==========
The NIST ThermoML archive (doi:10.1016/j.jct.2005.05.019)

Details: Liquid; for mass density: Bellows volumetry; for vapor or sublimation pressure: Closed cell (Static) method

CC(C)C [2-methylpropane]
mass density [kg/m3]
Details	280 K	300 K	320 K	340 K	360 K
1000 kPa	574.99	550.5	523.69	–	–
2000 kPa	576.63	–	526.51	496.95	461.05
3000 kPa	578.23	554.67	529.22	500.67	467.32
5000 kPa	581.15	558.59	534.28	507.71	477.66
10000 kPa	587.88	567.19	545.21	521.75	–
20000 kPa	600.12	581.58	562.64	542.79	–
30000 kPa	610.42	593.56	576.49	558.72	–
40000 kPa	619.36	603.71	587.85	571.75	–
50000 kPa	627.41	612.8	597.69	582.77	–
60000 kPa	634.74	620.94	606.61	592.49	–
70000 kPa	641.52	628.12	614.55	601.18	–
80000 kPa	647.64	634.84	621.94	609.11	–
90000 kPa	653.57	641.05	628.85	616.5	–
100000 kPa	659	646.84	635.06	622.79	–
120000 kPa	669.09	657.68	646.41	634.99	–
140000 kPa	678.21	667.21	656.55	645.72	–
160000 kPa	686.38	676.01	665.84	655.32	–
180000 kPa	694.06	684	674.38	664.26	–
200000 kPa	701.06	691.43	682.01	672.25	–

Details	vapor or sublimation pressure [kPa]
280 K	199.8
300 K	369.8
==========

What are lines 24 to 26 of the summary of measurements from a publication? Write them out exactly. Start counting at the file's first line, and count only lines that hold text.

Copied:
200000 kPa	701.06	691.43	682.01	672.25	–

Details	vapor or sublimation pressure [kPa]
280 K	199.8